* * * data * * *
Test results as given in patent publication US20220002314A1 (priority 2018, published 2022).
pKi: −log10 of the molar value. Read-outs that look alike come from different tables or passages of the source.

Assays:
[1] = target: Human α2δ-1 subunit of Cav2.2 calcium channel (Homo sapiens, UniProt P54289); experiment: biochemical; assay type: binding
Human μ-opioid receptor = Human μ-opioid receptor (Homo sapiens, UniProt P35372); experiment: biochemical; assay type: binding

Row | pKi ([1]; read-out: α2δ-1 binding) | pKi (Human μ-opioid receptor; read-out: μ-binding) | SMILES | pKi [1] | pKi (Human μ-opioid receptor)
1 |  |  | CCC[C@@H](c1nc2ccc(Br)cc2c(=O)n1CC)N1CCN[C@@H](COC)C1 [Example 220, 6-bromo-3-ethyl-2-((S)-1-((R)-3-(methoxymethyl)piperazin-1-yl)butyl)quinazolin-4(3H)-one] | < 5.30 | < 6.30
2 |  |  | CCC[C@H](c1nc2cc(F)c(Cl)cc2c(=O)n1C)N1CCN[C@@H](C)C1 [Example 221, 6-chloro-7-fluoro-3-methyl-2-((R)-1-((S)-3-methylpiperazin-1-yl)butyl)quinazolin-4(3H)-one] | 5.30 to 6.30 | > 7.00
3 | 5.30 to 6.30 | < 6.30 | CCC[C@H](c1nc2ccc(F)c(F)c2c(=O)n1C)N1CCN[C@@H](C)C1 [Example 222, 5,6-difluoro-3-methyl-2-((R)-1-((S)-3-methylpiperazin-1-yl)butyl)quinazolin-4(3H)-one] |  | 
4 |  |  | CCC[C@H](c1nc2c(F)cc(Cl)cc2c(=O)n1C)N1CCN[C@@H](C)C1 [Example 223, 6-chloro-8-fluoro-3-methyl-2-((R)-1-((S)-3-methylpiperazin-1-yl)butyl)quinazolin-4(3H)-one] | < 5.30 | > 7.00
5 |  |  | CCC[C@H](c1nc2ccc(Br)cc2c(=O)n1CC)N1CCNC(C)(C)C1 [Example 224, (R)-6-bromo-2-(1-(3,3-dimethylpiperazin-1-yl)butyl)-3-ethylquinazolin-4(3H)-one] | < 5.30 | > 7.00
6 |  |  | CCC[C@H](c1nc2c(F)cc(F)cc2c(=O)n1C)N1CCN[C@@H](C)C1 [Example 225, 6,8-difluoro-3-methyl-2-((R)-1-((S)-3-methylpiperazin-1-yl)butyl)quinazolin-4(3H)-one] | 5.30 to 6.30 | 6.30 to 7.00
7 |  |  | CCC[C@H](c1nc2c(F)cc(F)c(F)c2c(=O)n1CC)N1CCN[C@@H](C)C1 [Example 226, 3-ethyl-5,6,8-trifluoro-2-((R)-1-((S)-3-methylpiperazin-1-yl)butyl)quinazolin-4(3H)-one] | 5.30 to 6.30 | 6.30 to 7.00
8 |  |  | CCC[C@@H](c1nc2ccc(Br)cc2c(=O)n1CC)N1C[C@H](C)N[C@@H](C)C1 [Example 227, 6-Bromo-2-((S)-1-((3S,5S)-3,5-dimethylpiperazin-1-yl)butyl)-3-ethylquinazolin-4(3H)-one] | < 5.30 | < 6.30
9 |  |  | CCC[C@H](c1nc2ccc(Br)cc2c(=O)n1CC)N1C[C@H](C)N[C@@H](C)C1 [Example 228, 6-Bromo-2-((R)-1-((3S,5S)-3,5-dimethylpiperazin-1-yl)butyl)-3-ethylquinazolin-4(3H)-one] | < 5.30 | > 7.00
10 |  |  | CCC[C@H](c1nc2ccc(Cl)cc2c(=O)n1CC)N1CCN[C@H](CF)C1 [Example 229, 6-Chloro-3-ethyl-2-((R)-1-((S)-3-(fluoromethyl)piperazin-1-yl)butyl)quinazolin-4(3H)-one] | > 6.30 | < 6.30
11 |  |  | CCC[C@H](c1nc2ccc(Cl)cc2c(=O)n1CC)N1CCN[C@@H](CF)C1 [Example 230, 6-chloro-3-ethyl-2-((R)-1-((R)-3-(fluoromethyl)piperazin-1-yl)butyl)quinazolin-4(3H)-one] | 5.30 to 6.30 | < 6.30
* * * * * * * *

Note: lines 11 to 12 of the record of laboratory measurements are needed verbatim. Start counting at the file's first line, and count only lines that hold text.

5 |  |  | CCC[C@H](c1nc2ccc(Br)cc2c(=O)n1CC)N1CCNC(C)(C)C1 [Example 224, (R)-6-bromo-2-(1-(3,3-dimethylpiperazin-1-yl)butyl)-3-ethylquinazolin-4(3H)-one] | < 5.30 | > 7.00
6 |  |  | CCC[C@H](c1nc2c(F)cc(F)cc2c(=O)n1C)N1CCN[C@@H](C)C1 [Example 225, 6,8-difluoro-3-methyl-2-((R)-1-((S)-3-methylpiperazin-1-yl)butyl)quinazolin-4(3H)-one] | 5.30 to 6.30 | 6.30 to 7.00